What to expect from private editing
A good private editor will help you improve your work to the point at which it satisfies you and is fully presentable to agents and publishers. There are several steps to the process; you’ll be the one to choose how much or how little you want to invest in your work, both in time and money. The right way to proceed is to follow through with all the steps, but keep in mind that you can a) do them at your own pace, or b) do only the steps you feel are most important for your work. I’ll tell you what I think you need; you’ll decide if you’re going to do it.
Step 1. After you get in touch with me we’ll talk on the phone about your work. You’ll describe it, explain where you’re having difficulties, tell me what you think you want and need. I’ll ask questions to find out how I can help you, what your experience is, what your goals are. I’ll tell you how to format your work to industry standards, if you haven’t already done that. You’ll ask questions too, so you can get a sense of whether we can work together successfully. If you decide you want to move forward with me, we’ll discuss scheduling and fees. Private editors charge in different ways—by the hour, by the project, by the page. A per-page rate is usually the best way to go for both of us, though in some instances hourly rates or flat fees are more logical.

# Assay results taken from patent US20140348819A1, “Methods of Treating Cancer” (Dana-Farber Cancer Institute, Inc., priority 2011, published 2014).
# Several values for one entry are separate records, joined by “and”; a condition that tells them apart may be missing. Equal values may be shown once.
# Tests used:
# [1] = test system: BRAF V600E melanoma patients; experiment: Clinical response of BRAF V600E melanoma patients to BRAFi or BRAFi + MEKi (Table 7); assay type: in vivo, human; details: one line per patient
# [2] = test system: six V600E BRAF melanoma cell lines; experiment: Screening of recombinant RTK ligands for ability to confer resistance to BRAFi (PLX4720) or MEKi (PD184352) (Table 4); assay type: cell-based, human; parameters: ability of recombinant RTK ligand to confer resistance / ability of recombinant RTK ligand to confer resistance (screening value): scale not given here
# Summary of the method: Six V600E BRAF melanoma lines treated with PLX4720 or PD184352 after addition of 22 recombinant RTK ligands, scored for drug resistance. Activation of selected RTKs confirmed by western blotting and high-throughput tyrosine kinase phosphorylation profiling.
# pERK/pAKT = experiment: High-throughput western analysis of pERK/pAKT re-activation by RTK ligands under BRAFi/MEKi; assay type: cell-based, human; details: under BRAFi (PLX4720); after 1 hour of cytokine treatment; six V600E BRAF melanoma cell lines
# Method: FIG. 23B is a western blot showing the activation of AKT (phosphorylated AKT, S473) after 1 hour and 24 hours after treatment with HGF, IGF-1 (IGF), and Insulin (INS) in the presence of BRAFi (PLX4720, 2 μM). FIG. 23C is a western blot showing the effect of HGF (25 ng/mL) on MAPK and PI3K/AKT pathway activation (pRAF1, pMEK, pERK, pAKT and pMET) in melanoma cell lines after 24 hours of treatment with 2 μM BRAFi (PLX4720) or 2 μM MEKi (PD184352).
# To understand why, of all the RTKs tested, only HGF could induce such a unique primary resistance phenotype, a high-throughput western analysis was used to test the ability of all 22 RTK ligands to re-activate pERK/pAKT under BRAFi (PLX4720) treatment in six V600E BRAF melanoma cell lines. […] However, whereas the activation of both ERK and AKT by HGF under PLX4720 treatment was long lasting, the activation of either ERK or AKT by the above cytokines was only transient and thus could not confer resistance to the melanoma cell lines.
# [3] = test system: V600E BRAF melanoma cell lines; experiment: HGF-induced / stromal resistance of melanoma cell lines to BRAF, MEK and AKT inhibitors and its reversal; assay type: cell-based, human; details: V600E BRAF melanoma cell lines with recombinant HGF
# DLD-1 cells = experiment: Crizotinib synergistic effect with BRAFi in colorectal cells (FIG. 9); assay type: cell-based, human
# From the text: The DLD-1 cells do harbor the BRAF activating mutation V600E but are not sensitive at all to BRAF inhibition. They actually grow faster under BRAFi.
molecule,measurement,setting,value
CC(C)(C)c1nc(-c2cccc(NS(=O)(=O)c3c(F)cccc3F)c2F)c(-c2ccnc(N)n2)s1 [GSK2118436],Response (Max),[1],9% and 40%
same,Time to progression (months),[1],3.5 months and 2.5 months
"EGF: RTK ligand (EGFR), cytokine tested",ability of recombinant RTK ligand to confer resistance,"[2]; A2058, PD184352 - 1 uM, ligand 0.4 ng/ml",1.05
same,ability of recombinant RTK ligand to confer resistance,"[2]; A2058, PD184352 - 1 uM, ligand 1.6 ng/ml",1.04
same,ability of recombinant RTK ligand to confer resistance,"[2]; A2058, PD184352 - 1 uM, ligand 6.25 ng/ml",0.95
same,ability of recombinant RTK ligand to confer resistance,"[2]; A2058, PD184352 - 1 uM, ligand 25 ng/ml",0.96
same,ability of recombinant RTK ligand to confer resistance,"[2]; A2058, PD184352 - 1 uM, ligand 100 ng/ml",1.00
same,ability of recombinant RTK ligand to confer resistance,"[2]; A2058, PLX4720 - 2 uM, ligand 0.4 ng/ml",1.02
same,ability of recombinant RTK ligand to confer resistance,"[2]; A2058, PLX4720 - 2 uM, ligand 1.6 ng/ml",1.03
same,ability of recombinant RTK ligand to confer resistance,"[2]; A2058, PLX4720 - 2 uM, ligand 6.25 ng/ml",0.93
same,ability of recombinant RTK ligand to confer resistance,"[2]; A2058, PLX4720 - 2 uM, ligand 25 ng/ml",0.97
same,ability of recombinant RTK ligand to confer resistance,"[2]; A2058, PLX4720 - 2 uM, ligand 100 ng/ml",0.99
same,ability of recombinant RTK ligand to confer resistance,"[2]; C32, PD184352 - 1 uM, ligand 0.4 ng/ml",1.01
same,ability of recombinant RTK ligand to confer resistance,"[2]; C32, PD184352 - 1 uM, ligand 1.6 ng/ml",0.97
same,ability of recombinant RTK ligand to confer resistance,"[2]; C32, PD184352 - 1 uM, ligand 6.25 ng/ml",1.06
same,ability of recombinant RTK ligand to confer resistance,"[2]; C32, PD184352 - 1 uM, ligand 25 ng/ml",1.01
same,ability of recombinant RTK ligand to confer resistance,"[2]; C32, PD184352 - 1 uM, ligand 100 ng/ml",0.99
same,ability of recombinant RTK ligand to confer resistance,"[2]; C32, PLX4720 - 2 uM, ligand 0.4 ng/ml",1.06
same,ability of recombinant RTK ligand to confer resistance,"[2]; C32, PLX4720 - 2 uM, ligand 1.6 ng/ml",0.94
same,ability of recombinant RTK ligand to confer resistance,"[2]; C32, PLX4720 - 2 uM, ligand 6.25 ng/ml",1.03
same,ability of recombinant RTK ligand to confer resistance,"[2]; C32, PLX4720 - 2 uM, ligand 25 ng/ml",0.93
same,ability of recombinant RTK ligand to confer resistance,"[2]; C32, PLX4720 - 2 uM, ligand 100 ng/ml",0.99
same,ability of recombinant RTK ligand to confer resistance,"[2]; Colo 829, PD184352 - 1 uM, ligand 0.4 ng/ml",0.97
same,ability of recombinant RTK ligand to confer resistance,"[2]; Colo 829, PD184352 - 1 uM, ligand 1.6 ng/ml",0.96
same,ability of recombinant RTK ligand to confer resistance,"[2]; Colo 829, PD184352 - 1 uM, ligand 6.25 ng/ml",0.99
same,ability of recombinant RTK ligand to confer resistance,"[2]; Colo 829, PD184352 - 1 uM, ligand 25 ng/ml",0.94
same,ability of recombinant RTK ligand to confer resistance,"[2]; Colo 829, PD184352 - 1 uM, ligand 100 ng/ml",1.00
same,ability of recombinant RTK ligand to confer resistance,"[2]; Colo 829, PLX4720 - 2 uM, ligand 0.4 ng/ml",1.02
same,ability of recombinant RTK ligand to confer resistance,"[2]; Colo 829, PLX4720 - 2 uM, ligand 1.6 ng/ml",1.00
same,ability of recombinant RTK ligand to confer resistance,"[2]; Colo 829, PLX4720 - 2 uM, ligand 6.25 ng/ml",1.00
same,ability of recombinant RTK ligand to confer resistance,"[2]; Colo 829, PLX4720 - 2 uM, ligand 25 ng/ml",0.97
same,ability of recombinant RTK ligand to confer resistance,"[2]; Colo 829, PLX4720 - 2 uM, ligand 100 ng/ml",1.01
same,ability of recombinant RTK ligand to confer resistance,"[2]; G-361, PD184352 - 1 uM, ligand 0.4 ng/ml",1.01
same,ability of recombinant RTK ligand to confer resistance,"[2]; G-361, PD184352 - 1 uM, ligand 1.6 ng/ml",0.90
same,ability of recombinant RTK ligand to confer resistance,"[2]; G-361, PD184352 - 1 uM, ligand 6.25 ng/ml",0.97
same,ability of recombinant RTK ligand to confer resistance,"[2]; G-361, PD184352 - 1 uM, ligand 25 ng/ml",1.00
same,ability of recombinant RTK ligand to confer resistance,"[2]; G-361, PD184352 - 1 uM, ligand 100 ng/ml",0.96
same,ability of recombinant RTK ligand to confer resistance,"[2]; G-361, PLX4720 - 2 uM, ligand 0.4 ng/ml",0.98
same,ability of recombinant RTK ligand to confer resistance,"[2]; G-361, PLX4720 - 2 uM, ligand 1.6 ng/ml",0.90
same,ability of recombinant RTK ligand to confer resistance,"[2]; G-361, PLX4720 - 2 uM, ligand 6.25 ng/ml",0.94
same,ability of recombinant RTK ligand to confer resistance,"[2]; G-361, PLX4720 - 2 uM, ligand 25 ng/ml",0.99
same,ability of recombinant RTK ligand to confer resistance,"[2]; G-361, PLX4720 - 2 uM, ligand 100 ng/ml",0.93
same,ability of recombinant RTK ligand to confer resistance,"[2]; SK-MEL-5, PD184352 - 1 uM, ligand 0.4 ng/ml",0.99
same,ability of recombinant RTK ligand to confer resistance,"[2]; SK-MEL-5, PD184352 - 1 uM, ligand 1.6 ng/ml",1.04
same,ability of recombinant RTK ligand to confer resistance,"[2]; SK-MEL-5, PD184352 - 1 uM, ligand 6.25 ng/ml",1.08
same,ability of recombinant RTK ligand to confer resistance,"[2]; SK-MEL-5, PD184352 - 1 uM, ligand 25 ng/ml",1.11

Step 2. Different writers and different projects require different kinds of editing, but I must do a complete read before I can evaluate your work, give you useful feedback, and help you figure out what further steps would benefit your work. There are cases in which it makes sense for me to start by reading only part of a writer’s work, but they’re rare. A complete read is where the process begins.
Step 3. Once I’ve read your work, I’ll give you plenty of feedback. Depending on the job, I may make brief pencil notes right on your manuscript, have extended discussions with you on the phone, and/or give you a written evaluation. Many private editors promise thirty-page written critiques; I don’t. Not every writer needs (or even wants) a thirty-page critique. What I do for you will be tailored to your needs; my only stipulation will be that you give me hard copy to work with. The goal of Step 3 is for you to be able to take my appraisal and suggestions (and sometimes criticisms) and go on by yourself to produce the next (and better) draft of your work.
Step 4. This step varies according to what we accomplish in Step 3. One of several things may happen: You might come back to me with a rewritten draft and ask me to read the new work and give you further feedback. You might come back to me with rewritten sections and ask me to give you feedback on those sections. You might come back to me with a new draft and be ready for a general or line edit on either a chapter or two or on the entire manuscript. In the case of a proposal, you might come back to me with a perfectly rewritten but not very attractive-looking manuscript and be ready to put it into a new and appealing format. Or you might decide that there’s no need for a Step 4 at all.